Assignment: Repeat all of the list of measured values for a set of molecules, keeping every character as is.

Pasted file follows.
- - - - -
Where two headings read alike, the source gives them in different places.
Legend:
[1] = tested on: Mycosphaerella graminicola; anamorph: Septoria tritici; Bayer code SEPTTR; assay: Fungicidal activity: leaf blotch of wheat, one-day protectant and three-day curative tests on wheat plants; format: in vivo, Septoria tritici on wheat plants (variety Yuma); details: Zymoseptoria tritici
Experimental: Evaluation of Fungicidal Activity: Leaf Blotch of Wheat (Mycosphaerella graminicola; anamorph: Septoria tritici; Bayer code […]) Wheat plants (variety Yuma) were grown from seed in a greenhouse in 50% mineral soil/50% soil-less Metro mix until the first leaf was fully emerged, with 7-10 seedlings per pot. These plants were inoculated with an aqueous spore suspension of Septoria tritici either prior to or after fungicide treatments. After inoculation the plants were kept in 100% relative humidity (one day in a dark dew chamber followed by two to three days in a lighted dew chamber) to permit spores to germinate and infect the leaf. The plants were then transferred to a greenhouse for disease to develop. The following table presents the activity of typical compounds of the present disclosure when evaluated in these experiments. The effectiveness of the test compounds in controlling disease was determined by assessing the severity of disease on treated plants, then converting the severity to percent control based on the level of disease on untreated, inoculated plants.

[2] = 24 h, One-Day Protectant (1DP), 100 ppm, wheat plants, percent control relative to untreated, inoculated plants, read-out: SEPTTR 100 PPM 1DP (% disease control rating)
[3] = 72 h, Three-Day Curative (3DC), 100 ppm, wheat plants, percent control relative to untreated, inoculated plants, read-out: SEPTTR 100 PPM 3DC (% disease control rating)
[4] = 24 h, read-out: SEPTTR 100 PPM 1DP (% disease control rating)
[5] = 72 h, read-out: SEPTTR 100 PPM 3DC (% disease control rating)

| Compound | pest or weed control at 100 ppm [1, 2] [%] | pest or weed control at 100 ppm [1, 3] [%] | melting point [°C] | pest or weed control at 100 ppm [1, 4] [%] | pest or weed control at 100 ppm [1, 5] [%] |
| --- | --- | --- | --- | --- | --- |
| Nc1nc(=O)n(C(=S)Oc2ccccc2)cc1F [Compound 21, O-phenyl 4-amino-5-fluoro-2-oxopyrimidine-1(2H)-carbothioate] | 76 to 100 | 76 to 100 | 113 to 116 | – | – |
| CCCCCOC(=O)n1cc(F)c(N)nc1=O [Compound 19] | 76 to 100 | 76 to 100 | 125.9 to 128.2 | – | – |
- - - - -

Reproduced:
Where two headings read alike, the source gives them in different places.
Legend:
[1] = tested on: Mycosphaerella graminicola; anamorph: Septoria tritici; Bayer code SEPTTR; assay: Fungicidal activity: leaf blotch of wheat, one-day protectant and three-day curative tests on wheat plants; format: in vivo, Septoria tritici on wheat plants (variety Yuma); details: Zymoseptoria tritici
Experimental: Evaluation of Fungicidal Activity: Leaf Blotch of Wheat (Mycosphaerella graminicola; anamorph: Septoria tritici; Bayer code […]) Wheat plants (variety Yuma) were grown from seed in a greenhouse in 50% mineral soil/50% soil-less Metro mix until the first leaf was fully emerged, with 7-10 seedlings per pot. These plants were inoculated with an aqueous spore suspension of Septoria tritici either prior to or after fungicide treatments. After inoculation the plants were kept in 100% relative humidity (one day in a dark dew chamber followed by two to three days in a lighted dew chamber) to permit spores to germinate and infect the leaf. The plants were then transferred to a greenhouse for disease to develop. The following table presents the activity of typical compounds of the present disclosure when evaluated in these experiments. The effectiveness of the test compounds in controlling disease was determined by assessing the severity of disease on treated plants, then converting the severity to percent control based on the level of disease on untreated, inoculated plants.

[2] = 24 h, One-Day Protectant (1DP), 100 ppm, wheat plants, percent control relative to untreated, inoculated plants, read-out: SEPTTR 100 PPM 1DP (% disease control rating)
[3] = 72 h, Three-Day Curative (3DC), 100 ppm, wheat plants, percent control relative to untreated, inoculated plants, read-out: SEPTTR 100 PPM 3DC (% disease control rating)
[4] = 24 h, read-out: SEPTTR 100 PPM 1DP (% disease control rating)
[5] = 72 h, read-out: SEPTTR 100 PPM 3DC (% disease control rating)

| Compound | pest or weed control at 100 ppm [1, 2] [%] | pest or weed control at 100 ppm [1, 3] [%] | melting point [°C] | pest or weed control at 100 ppm [1, 4] [%] | pest or weed control at 100 ppm [1, 5] [%] |
| --- | --- | --- | --- | --- | --- |
| Nc1nc(=O)n(C(=S)Oc2ccccc2)cc1F [Compound 21, O-phenyl 4-amino-5-fluoro-2-oxopyrimidine-1(2H)-carbothioate] | 76 to 100 | 76 to 100 | 113 to 116 | – | – |
| CCCCCOC(=O)n1cc(F)c(N)nc1=O [Compound 19] | 76 to 100 | 76 to 100 | 125.9 to 128.2 | – | – |